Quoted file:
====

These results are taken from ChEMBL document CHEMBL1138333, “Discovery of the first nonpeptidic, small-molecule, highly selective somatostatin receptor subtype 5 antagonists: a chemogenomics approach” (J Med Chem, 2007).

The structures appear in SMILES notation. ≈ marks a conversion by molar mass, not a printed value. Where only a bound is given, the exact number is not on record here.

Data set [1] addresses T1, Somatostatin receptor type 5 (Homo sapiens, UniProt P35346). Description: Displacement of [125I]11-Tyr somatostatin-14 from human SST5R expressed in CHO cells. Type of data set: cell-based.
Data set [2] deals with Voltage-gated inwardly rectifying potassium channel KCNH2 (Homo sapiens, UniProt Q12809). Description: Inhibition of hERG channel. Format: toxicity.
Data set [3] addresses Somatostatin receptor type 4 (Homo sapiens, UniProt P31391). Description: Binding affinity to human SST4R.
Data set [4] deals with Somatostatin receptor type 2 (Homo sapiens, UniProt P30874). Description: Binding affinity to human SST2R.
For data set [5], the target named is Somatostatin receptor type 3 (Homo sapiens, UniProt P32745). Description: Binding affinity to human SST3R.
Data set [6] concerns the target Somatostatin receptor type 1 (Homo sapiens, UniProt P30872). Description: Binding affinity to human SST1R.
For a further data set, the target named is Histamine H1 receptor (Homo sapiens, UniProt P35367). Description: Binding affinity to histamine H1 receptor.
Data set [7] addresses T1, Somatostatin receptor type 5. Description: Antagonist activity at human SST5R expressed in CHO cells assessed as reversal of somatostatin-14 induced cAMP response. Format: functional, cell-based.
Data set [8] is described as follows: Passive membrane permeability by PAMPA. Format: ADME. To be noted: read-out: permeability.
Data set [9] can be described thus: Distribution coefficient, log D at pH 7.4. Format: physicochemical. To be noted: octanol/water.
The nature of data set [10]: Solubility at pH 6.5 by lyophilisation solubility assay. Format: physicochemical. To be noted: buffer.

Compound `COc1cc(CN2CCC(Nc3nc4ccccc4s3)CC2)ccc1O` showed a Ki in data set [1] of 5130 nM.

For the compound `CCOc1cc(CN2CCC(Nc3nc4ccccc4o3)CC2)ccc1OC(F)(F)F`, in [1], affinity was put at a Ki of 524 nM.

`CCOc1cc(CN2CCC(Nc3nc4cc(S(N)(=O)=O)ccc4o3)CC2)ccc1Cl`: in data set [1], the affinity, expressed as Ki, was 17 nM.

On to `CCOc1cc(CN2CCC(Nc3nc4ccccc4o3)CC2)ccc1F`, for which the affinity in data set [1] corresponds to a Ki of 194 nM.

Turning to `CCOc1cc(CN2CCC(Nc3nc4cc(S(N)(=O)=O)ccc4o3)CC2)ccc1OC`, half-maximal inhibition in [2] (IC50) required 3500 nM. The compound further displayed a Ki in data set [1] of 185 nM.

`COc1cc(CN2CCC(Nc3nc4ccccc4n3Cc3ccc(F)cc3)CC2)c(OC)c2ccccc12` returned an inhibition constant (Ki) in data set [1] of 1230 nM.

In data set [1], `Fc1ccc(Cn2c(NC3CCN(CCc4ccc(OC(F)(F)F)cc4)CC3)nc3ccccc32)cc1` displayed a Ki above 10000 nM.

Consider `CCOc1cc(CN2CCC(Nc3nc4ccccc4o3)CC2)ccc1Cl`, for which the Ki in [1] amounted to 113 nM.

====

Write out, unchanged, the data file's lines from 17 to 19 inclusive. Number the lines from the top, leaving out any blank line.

On to `CCOc1cc(CN2CCC(Nc3nc4ccccc4o3)CC2)ccc1F`, for which the affinity in data set [1] corresponds to a Ki of 194 nM.

Turning to `CCOc1cc(CN2CCC(Nc3nc4cc(S(N)(=O)=O)ccc4o3)CC2)ccc1OC`, half-maximal inhibition in [2] (IC50) required 3500 nM. The compound further displayed a Ki in data set [1] of 185 nM.

`COc1cc(CN2CCC(Nc3nc4ccccc4n3Cc3ccc(F)cc3)CC2)c(OC)c2ccccc12` returned an inhibition constant (Ki) in data set [1] of 1230 nM.